Keep Social Security Safe
Sponsor: Ed Fulmer, Democracy for America
Social Security is an efficiently run, financially solvent family insurance program which has lifted millions of citizens out of poverty, and continues as a safety net for all Americans. It has been a tremendous success, and best of all, we already own it, and are determined to keep it intact.
What we are asking
On the back of this sheet are a number of facts about our Social Security system. Its important that our representatives be reminded of them, and told that we are opposed to privatization schemes proposed by the Bush administration.
The Social Security system is ingeniously constructed and will remain solvent for the foreseeable future. To assure its continued good health, Congress should take the following steps:
- Remove the Social Security Trust Fund from the Unified Budget (instead of using that money for government operations)
- Assure citizens that Trust Fund treasury bonds are backed by the full faith and credit of the federal government, and will be redeemed
- Raise the Social Security cap for taxable wages (currently $90,000) to a level that complies with federal law
- Reimburse the Social Security legacy debt (which could be done by keeping the inheritance tax for estates valued over $3 million)
People to be contacted
Its good to communicate with our representatives by email, better by phone, and best of all by letter (the text of which can be cut and pasted for use in all three). Please contact each of the following:
- Senator Jeff Bingaman
- 703 Hart Senate Office Building
- Washington, D.C. 20510
- (202) 224-5521
- Senator Pete Domenici
- 328 Hart Senate Office Building
- Washington, D.C. 20510
- (202) 224-6621
- Contact Senator Domenici
- Note: This input form is a better way to communicate with Senator Domenici than using email.
- Representative Steve Pearce
- 1607 Longworth House Building
- Washington, D.C. 20515
- (202) 225-2365
This action was initiated by Ed Fulmer, longtime Social Security Administration employee and member of the local Democracy for America chapter. If you have questions, please contact Ed at 523-5624 or at firstname.lastname@example.org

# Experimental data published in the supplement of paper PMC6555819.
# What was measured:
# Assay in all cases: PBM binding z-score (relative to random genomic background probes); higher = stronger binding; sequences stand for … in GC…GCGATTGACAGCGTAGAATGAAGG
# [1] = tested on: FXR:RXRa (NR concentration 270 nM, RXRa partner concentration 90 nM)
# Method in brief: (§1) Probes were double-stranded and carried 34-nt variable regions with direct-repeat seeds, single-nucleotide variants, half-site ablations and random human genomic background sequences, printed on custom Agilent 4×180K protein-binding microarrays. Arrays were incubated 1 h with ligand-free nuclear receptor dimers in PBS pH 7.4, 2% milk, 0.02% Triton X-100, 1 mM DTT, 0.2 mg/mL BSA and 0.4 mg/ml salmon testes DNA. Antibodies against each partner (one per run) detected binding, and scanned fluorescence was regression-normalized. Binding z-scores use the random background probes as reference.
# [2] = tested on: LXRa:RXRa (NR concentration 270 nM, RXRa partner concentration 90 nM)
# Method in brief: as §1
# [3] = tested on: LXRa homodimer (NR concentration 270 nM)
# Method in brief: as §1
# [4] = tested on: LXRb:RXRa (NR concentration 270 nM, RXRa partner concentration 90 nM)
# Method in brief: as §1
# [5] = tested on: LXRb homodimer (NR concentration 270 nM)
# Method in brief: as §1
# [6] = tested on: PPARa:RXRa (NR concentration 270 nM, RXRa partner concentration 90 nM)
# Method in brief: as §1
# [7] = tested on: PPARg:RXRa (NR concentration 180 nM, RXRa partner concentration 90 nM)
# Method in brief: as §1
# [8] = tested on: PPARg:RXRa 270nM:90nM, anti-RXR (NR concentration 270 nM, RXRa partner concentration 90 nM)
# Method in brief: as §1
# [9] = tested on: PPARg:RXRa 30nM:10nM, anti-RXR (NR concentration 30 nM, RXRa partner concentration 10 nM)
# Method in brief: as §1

Social Security Facts
- the Social Security trust fund pays 100% of promised benefits, and is running a huge surplus (while the US General Fund is able to raise only 58% of every dollar it spends, and must borrow the rest)
- the Social Security system is extremely efficient. Administrative costs total around 1% of the benefits provided, with virtually no waste or fraud
- Social Security provides important protection for workers and their families in the event of death or disability
- Young people are important beneficiaries of Social Security, including the 5 million orphaned and dependent children who receive its support, and all whose parents can live independently thanks to its benefits
- Social Security is the largest federal expenditure in most US counties, funneling millions of dollars per month into the local economy
- Social Security is solvent through 2052 and probably far beyond, due to pessimistic projections (1.8% annual growth) for the nations economy which are built into the system
- Creating private accounts would make Social Securitys financing situation worse, not better
- What you get when you retire will depend on whether the market is up or down
- Paying for new private accounts while continuing to pay benefits to current Social Security recipients would require some combination of federal borrowing, tax increases, and benefit cuts totaling 2-3 trillion dollars
- A recent World Bank report reported that in Chile and in most other Latin American countries that have experimented with account privatization, more than half of all workers [are excluded] from even a semblance of a safety net during their old age.
References for the above, and other excellent information about Social Security are available from Mr. Fulmer, and also at www.socsec.org, especially in the sections 10 Myths about Social Security, and 12 Reasons Why Privatizing Social Security Is a Bad Idea.